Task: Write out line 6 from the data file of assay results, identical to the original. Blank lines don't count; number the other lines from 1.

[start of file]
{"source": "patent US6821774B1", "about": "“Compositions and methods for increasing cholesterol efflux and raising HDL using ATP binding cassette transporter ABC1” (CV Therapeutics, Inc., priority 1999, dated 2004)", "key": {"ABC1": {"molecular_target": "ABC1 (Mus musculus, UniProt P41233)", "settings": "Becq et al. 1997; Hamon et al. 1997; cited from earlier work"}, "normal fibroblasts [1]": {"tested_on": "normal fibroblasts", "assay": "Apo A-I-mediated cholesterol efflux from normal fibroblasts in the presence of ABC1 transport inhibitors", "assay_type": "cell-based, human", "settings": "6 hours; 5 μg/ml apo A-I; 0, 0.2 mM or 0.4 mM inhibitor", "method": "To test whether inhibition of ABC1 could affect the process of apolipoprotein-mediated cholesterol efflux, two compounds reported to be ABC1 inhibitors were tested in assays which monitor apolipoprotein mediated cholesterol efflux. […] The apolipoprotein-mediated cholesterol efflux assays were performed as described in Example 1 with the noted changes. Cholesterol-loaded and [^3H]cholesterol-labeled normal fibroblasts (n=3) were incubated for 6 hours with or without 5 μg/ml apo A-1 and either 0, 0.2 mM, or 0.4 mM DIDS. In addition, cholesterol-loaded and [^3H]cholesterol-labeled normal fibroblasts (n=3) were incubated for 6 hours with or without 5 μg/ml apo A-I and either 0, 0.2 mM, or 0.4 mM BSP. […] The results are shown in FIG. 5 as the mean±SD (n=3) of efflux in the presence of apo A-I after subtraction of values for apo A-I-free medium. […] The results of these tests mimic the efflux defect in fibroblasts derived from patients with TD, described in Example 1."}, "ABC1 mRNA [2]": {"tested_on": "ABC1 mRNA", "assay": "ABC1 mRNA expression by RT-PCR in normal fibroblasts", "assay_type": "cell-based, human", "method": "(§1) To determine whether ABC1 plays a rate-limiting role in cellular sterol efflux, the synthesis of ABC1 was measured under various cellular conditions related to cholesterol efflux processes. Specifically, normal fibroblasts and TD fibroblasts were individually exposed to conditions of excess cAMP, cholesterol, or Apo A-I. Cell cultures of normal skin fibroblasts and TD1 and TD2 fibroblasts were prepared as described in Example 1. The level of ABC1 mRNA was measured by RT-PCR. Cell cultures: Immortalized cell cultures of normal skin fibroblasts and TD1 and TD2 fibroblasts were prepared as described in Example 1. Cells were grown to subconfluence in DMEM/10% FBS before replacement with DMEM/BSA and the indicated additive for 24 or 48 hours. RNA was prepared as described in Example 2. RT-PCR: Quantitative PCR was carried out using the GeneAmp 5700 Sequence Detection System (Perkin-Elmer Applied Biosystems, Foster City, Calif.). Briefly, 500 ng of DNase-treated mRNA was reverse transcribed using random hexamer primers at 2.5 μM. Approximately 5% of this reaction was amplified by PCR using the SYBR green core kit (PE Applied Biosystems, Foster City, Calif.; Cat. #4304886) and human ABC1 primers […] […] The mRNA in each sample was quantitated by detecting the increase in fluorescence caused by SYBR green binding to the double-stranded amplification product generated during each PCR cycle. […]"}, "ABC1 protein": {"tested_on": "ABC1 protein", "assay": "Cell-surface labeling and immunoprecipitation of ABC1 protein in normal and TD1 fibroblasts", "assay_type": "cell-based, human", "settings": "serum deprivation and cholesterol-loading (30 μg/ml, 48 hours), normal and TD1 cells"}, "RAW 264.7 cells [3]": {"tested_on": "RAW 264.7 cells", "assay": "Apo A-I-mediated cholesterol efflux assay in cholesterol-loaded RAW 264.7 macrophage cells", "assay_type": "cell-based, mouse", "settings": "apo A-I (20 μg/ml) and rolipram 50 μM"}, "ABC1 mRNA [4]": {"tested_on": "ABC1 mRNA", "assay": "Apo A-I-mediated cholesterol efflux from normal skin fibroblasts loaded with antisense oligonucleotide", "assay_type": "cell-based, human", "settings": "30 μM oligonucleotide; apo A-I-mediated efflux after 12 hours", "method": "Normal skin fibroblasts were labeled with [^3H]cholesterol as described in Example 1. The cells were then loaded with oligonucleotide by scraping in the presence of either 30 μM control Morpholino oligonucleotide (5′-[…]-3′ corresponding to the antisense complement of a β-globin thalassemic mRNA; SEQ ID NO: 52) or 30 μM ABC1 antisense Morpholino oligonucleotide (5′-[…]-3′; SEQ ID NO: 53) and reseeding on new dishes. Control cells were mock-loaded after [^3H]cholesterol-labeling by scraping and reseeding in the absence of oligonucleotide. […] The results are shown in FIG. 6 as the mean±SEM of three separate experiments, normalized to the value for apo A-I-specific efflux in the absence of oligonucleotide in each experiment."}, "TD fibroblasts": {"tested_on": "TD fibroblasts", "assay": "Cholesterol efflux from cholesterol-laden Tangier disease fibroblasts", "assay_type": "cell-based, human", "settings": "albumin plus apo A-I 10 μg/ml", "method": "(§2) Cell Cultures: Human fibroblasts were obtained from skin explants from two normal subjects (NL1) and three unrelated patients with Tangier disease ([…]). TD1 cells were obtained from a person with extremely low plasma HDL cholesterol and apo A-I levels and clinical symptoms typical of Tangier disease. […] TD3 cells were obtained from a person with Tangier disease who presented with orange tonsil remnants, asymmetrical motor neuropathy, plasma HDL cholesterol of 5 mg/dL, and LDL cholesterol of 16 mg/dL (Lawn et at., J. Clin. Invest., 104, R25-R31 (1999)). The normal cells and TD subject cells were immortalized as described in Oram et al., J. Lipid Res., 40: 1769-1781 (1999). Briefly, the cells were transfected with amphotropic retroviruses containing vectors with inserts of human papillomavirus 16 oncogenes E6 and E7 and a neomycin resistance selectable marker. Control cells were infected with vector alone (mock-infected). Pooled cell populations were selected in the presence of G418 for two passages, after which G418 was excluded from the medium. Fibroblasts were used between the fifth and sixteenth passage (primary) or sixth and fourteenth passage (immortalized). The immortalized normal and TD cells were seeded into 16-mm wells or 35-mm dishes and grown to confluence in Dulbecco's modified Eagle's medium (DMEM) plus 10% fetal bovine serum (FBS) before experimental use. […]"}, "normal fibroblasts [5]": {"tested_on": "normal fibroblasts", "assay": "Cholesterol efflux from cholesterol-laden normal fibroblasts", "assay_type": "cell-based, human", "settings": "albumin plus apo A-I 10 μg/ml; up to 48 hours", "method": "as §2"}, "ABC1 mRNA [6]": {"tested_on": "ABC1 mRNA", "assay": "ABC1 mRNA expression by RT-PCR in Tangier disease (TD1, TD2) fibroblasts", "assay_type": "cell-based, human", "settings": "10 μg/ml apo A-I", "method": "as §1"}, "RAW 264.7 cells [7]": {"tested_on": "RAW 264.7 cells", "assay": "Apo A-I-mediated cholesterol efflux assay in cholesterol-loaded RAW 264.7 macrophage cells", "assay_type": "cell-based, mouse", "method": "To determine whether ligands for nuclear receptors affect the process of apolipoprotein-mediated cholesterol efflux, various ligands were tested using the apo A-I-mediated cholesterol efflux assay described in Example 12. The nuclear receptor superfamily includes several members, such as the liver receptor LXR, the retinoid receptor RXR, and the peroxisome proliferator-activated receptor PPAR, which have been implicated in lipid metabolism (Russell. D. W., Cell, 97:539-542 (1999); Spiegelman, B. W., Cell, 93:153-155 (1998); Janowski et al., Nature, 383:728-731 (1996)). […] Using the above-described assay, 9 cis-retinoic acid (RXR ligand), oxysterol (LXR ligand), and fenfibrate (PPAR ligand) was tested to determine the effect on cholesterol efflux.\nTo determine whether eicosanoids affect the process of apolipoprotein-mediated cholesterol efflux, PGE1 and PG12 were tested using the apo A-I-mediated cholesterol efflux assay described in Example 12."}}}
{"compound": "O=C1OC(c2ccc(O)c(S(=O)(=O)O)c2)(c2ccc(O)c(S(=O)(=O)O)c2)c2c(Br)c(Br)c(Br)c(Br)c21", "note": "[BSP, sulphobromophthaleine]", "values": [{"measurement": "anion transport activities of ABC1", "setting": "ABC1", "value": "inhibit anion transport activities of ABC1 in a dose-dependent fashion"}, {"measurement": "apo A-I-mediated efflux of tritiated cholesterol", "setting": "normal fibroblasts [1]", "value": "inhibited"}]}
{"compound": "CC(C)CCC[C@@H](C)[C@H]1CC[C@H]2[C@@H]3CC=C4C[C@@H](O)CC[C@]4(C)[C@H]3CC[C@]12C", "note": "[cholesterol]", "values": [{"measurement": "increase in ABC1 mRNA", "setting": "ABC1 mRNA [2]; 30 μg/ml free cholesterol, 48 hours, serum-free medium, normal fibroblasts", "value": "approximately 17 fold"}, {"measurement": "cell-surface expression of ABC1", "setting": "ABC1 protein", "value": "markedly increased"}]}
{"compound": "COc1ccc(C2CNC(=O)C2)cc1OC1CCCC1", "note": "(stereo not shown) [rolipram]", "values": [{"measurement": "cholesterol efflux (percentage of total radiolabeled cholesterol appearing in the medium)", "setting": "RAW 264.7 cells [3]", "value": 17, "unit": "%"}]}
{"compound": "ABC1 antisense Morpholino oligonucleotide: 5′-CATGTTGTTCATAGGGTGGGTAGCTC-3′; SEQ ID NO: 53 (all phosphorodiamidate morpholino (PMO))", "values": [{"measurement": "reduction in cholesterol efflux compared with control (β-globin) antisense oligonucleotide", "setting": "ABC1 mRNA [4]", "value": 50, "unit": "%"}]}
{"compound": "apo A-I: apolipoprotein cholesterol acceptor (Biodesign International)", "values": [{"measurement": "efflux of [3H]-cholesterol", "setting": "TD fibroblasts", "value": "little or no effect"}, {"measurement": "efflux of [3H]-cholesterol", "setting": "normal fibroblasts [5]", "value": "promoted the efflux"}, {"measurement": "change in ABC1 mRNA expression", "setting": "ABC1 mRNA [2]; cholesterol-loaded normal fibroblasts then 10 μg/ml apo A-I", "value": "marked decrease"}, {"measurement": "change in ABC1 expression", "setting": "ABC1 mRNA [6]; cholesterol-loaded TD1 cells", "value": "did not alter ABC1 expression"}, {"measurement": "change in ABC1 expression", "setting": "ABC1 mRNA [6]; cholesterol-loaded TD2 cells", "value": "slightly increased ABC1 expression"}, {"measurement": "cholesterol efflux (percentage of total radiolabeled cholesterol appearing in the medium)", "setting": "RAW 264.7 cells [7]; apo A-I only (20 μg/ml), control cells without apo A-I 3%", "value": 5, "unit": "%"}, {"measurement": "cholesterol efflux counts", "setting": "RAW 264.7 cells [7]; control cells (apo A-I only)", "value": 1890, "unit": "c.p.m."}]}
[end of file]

{"compound": "apo A-I: apolipoprotein cholesterol acceptor (Biodesign International)", "values": [{"measurement": "efflux of [3H]-cholesterol", "setting": "TD fibroblasts", "value": "little or no effect"}, {"measurement": "efflux of [3H]-cholesterol", "setting": "normal fibroblasts [5]", "value": "promoted the efflux"}, {"measurement": "change in ABC1 mRNA expression", "setting": "ABC1 mRNA [2]; cholesterol-loaded normal fibroblasts then 10 μg/ml apo A-I", "value": "marked decrease"}, {"measurement": "change in ABC1 expression", "setting": "ABC1 mRNA [6]; cholesterol-loaded TD1 cells", "value": "did not alter ABC1 expression"}, {"measurement": "change in ABC1 expression", "setting": "ABC1 mRNA [6]; cholesterol-loaded TD2 cells", "value": "slightly increased ABC1 expression"}, {"measurement": "cholesterol efflux (percentage of total radiolabeled cholesterol appearing in the medium)", "setting": "RAW 264.7 cells [7]; apo A-I only (20 μg/ml), control cells without apo A-I 3%", "value": 5, "unit": "%"}, {"measurement": "cholesterol efflux counts", "setting": "RAW 264.7 cells [7]; control cells (apo A-I only)", "value": 1890, "unit": "c.p.m."}]}